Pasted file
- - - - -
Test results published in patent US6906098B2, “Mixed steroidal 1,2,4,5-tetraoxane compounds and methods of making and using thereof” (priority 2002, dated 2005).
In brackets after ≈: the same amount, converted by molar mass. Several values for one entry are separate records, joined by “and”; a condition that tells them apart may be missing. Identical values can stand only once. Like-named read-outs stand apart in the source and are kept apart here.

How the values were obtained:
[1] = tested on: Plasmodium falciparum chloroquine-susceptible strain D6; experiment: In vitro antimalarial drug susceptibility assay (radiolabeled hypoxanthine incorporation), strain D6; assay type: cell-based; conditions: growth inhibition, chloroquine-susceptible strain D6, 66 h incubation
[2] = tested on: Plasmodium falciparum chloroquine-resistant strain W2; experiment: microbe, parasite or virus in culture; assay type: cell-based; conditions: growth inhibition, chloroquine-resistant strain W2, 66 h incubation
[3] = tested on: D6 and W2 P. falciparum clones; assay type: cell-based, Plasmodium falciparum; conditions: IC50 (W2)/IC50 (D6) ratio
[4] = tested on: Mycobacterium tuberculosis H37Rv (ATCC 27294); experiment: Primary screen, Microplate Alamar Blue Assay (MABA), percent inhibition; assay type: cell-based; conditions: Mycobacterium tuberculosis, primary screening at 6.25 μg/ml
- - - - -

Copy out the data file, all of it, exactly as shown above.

Test results published in patent US6906098B2, “Mixed steroidal 1,2,4,5-tetraoxane compounds and methods of making and using thereof” (priority 2002, dated 2005).
In brackets after ≈: the same amount, converted by molar mass. Several values for one entry are separate records, joined by “and”; a condition that tells them apart may be missing. Identical values can stand only once. Like-named read-outs stand apart in the source and are kept apart here.

How the values were obtained:
[1] = tested on: Plasmodium falciparum chloroquine-susceptible strain D6; experiment: In vitro antimalarial drug susceptibility assay (radiolabeled hypoxanthine incorporation), strain D6; assay type: cell-based; conditions: growth inhibition, chloroquine-susceptible strain D6, 66 h incubation
[2] = tested on: Plasmodium falciparum chloroquine-resistant strain W2; experiment: microbe, parasite or virus in culture; assay type: cell-based; conditions: growth inhibition, chloroquine-resistant strain W2, 66 h incubation
[3] = tested on: D6 and W2 P. falciparum clones; assay type: cell-based, Plasmodium falciparum; conditions: IC50 (W2)/IC50 (D6) ratio
[4] = tested on: Mycobacterium tuberculosis H37Rv (ATCC 27294); experiment: Primary screen, Microplate Alamar Blue Assay (MABA), percent inhibition; assay type: cell-based; conditions: Mycobacterium tuberculosis, primary screening at 6.25 μg/ml